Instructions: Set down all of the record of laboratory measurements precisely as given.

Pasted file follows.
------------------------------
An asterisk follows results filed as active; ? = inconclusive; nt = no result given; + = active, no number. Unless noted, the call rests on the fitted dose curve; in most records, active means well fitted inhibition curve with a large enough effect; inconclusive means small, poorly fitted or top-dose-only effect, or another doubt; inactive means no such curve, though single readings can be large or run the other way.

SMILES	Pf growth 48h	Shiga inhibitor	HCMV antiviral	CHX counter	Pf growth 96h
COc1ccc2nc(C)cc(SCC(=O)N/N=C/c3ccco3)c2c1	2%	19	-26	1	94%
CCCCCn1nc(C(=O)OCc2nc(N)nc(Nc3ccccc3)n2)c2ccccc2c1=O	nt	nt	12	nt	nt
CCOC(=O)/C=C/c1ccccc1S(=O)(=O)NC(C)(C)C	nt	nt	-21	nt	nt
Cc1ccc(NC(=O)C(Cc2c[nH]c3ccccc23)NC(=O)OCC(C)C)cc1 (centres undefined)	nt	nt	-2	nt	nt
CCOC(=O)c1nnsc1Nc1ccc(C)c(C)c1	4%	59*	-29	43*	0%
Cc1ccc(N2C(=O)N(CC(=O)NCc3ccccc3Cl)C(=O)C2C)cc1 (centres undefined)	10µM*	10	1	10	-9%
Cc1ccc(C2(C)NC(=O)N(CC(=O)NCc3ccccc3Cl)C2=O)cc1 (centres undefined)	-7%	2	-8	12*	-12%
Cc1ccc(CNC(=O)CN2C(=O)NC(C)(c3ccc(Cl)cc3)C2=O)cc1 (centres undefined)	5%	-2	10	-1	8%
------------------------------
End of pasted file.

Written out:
An asterisk follows results filed as active; ? = inconclusive; nt = no result given; + = active, no number. Unless noted, the call rests on the fitted dose curve; in most records, active means well fitted inhibition curve with a large enough effect; inconclusive means small, poorly fitted or top-dose-only effect, or another doubt; inactive means no such curve, though single readings can be large or run the other way.

SMILES	Pf growth 48h	Shiga inhibitor	HCMV antiviral	CHX counter	Pf growth 96h
COc1ccc2nc(C)cc(SCC(=O)N/N=C/c3ccco3)c2c1	2%	19	-26	1	94%
CCCCCn1nc(C(=O)OCc2nc(N)nc(Nc3ccccc3)n2)c2ccccc2c1=O	nt	nt	12	nt	nt
CCOC(=O)/C=C/c1ccccc1S(=O)(=O)NC(C)(C)C	nt	nt	-21	nt	nt
Cc1ccc(NC(=O)C(Cc2c[nH]c3ccccc23)NC(=O)OCC(C)C)cc1 (centres undefined)	nt	nt	-2	nt	nt
CCOC(=O)c1nnsc1Nc1ccc(C)c(C)c1	4%	59*	-29	43*	0%
Cc1ccc(N2C(=O)N(CC(=O)NCc3ccccc3Cl)C(=O)C2C)cc1 (centres undefined)	10µM*	10	1	10	-9%
Cc1ccc(C2(C)NC(=O)N(CC(=O)NCc3ccccc3Cl)C2=O)cc1 (centres undefined)	-7%	2	-8	12*	-12%
Cc1ccc(CNC(=O)CN2C(=O)NC(C)(c3ccc(Cl)cc3)C2=O)cc1 (centres undefined)	5%	-2	10	-1	8%